For real property tax assessments in excess of $1 million, a taxpayer has until April 1, 2018, to file an appeal of a regular assessment to the Tax Court of New Jersey, and until May 1, 2018, for appeals of regular assessments in districts which have implemented revaluations in 2018.
For real property tax assessments of $1 million or less, a taxpayer has until April 1 to file an appeal of a regular assessment to the county board of taxation of the county in which the property is located, or until May 1 for appeals of regular assessments in districts which have implemented revaluations in 2018.
If an assessment for property in Monmouth County is $1 million or less, a taxpayer had until January 15, 2018, to file a Petition of Appeal with the Monmouth County Board of Taxation to challenge a regular assessment. In cases of regular assessments in excess of $1 million, Monmouth County taxpayers may still appeal those assessments to the Tax Court of New Jersey by the April 1 or May 1 deadlines, as appropriate.
Whether filing a complaint or petition of appeal, the complaint or petition must be filed with the respective entity on or before the appropriate deadline. All attorneys are required to file complaints with the Tax Court of New Jersey electronically via the eCourts system. For filing with county boards of taxation, postage marks of April 1, 2018, are not sufficient – the respective document must be filed physically with the county board of taxation on or before April 1, 2018. Because April 1 is a Sunday, and the courts and county boards of taxation are closed, taxpayers (as opposed to attorneys) who are not filing electronically must have the complaint or petition of appeal delivered to the Tax Court clerk's office or the applicable county board of taxation on or before close of business on Thursday, March 29, because Friday, March 31, is a New Jersey state holiday and the courts and government offices are closed. In past years, the court has ordered the deadline for the filing of tax appeals be extended to the following Monday when it has fallen on a weekend or holiday, but no such order has been entered as of this writing.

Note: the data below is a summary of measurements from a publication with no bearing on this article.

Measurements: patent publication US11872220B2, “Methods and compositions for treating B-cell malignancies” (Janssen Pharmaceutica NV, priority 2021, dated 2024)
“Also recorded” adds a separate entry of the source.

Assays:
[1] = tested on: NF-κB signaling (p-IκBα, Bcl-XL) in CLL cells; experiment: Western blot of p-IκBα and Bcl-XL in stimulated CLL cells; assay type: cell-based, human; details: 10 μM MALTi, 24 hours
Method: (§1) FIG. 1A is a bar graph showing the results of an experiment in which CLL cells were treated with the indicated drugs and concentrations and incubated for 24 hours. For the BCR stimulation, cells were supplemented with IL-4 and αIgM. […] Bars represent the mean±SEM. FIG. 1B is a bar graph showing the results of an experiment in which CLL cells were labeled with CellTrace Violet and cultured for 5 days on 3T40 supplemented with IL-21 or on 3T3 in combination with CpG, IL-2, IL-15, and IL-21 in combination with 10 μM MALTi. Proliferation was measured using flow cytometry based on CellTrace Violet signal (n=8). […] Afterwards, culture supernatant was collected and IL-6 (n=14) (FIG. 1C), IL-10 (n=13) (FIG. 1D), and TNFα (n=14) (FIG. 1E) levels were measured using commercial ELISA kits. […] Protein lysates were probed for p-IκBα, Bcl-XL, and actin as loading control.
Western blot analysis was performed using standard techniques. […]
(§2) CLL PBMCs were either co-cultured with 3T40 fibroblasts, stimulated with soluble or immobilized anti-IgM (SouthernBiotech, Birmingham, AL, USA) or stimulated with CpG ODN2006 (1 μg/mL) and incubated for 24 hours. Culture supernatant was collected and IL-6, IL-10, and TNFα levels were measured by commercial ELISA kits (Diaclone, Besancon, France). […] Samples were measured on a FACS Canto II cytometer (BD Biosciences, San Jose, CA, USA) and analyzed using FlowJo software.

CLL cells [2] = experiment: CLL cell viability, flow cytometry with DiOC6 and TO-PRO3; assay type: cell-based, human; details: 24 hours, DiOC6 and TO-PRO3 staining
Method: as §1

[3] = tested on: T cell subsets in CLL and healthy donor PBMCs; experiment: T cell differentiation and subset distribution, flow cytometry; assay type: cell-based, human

Both the Tax Court and the county boards require filing fees. The fee for the Tax Court depends on the type and the number of properties being appealed. The fee for the county boards depends on the assessment of the property being appealed. Before filing an appeal, a taxpayer should contact the tax court administrator or the county board of taxation in the county where the property is located to determine the precise fee required for a filing. In appeals to the county board, a separate petition must be filed for each property appealed. A complaint filed with the Tax Court may include more than one separately assessed property, provided the properties are contiguous and in common ownership. A copy of the most recent tax bill or property tax assessment notice must be attached to a Tax Court complaint.
Luke Pontier and Nicole Magdziak co-authored an article, "A Cautionary Tale of Orphan Signature Pages," published in the Fall 2019 issue of Dimensions, a newsletter of the New Jersey Builders Association.
On January 17, Craig Gianetti and Justin Hannan will be speaking on a panel, "Low Income Housing Tax Credits and Opportunity Zones: Synergies and Conflicts," at the 2020 Economic Leadership Forum, produced by the New Jersey Bankers Association.
On December 11, Craig Gianetti will be speaking at "The Land Use Institute: Mt. Laurel and Other Hot Topics," a program presented by the New Jersey Institute for Continuing Legal Education (NJICLE) in cooperation with the New Jersey State Bar Association (NJSBA) Land Use Section and the New Jersey Chapter of the American Planners Association.
On October 25, Christopher Stracco and Katharine Coffey co-presented a webinar for the New Jersey Institute of Continuing Legal Education (NJICLE), entitled "The Legal Aspects of Electronic Billboards and Signs."
Christopher Stracco co-authored the New Jersey chapter for the 2019 edition of The Property Tax Deskbook, a publication of the American Bar Association Section of Taxation.
Craig Gianetti is featured in a Market Forecast special section in the January 2020 issue of Real Estate New Jersey.
Day Pitney LLP announced today that April F. Condon has joined the firm as a partner in the Real Estate and Environmental group in its Stamford office. She joins from Robinson & Cole LLP.
Day Pitney Press Release
Craig Gianetti, a partner in Day Pitney's Real Estate & Land Use group, has been elected to serve as Vice Chair of the Land Use Law Section of the New Jersey State Bar Association (NJBSA).
Day Pitney's representation of Cottontail Holdings LLC and Two Franklin Realty is noted in an article, "NJ Office Complex Overvalued By $15M, State Tax Court Says," published by Law360 Tax Authority.